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Thousands of new homes needed to halt further decline
COUNTY Durham risks falling further behind the rest of the region and country without tens of thousands of new homes, a council chief has said.
Stuart Timmiss, Durham County Council’s head of planning, faced down criticism that the County Durham Plan goes too far in planning for 31,400 new homes by 2030, saying they must be built to avert further decline, attract businesses and jobs and make communities across the county sustainable.
“We’re bottom of the economic profiling in the region and the region is bottom in the country.
“We need to change and adapt,” he said.
“We know there’s a massive shortfall in housing across the country. We’ve not built to the level of existing need, never mind future need.”
The Plan, which is currently out to consultation, proposes 5,000 new homes for Durham City, of which 4,000 would be on greenbelt land, plus smaller numbers for other towns and villages.
Based on the 2011 census and national forecasts, the council expects the county’s population to grow by 57,502 by 2030, meaning – with household sizes falling – an extra 27,265 homes would be needed, Mr Timmiss said, with another 4,000 needed to cope with the impact of economic growth.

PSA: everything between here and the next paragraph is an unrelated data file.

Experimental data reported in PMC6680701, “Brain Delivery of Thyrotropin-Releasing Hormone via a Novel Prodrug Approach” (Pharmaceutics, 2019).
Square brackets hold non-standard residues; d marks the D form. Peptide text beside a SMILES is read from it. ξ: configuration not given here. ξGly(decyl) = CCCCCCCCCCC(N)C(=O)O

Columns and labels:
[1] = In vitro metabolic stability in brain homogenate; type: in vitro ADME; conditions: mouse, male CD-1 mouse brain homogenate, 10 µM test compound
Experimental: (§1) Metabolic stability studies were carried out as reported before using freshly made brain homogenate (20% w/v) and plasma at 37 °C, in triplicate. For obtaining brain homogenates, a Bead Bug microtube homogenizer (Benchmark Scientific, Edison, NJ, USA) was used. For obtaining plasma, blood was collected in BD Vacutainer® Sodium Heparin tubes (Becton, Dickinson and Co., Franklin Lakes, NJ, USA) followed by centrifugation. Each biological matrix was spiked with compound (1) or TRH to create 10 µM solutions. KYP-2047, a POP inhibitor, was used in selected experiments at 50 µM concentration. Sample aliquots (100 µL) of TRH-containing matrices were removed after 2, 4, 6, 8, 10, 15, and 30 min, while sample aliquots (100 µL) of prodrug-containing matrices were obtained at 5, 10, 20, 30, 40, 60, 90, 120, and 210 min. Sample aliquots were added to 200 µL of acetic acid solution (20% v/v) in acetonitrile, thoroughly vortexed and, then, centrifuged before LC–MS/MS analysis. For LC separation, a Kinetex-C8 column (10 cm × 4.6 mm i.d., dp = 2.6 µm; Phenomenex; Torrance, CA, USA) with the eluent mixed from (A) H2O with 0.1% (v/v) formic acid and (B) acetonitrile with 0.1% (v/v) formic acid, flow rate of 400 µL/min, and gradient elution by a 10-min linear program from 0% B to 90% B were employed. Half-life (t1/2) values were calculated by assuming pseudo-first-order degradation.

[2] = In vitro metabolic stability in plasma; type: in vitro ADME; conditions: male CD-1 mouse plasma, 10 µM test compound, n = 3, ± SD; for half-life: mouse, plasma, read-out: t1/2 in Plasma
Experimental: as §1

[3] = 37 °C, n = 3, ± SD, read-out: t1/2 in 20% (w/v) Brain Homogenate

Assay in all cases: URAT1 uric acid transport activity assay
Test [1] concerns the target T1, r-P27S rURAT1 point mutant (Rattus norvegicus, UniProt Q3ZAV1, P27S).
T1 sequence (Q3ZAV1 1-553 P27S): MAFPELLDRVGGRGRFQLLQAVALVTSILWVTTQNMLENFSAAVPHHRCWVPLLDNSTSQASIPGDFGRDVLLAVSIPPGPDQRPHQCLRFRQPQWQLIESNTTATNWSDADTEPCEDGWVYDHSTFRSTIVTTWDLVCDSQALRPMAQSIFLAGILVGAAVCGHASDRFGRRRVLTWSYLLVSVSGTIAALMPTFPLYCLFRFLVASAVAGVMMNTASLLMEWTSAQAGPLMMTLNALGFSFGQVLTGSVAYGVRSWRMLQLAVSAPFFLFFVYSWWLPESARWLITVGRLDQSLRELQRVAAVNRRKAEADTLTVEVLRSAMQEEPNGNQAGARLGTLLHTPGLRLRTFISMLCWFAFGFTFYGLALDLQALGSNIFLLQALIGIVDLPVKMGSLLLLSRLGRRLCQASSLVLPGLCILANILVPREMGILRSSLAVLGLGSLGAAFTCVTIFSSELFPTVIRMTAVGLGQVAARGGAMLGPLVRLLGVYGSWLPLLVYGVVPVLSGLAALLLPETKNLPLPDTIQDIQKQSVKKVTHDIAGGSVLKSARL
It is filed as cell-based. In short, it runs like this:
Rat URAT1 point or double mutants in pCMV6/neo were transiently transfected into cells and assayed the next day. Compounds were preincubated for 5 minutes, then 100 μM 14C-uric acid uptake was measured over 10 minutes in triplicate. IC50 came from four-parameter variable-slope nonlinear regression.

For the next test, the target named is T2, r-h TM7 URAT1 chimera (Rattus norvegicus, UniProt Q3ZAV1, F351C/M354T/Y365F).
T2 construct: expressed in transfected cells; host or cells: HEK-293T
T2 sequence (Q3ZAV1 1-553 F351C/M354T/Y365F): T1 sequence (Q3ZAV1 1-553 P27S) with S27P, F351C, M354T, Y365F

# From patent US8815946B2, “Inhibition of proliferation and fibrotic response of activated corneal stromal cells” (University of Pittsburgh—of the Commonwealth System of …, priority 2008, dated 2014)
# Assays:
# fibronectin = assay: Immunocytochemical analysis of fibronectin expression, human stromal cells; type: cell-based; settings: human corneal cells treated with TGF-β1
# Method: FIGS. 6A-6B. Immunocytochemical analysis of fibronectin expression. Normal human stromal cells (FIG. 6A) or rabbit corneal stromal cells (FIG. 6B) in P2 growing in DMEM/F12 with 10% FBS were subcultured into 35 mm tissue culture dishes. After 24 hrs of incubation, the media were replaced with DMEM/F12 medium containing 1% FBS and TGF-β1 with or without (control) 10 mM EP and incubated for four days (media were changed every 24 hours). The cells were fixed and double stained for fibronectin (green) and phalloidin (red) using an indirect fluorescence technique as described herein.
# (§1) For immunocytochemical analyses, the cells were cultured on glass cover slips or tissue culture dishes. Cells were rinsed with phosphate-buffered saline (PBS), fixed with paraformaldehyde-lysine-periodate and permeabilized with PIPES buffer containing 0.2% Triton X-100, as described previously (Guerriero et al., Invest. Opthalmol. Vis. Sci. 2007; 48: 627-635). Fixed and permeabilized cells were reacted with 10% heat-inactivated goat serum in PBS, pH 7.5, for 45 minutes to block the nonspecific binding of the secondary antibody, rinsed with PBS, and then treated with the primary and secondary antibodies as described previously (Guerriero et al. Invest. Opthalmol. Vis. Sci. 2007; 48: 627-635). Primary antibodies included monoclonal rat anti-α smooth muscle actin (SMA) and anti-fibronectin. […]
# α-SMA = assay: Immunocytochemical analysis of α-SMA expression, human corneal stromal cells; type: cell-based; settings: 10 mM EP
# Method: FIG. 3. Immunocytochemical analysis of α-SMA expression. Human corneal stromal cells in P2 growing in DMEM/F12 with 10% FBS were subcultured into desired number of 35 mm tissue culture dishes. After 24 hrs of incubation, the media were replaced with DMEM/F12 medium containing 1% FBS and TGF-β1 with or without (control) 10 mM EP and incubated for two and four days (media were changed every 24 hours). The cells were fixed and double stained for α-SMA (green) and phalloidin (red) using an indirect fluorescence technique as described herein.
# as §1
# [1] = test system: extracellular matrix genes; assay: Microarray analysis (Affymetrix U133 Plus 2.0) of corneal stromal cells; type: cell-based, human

The Friends of Durham Green Belt has questioned the figures, but Mr Timmiss insisted they were robust and regionally recognised.
The Friends are promoting a Moderate Growth Alternative to the Plan to preserve Durham’s greenbelt, improve public transport and build fewer homes – up to 2,200 in Durham City, all on brownfield land.
Mr Timmiss said the council had a “very open discussion” with the group.
He also addressed concerns about the addition, in the latest version of the Plan, of land off South Street, Sherburn Village, for housing, saying issues had been resolved which made it deliverable and viable.
The County Durham Plan has been several years in the making. A final consultation stage began earlier this month and runs until December 6.
Mr Timmiss said there had been a “mixed bag” of responses to particular proposals but “a lot of support” for the council’s overall strategy.
Consultation meetings will be held across the county until November 28. Next week they are as follows: Monday, Bearpark Community Centre; Tuesday, Bishop Auckland Town Hall. Both run from 4pm to 8pm. For further details, visit durham.gov.uk/cdp
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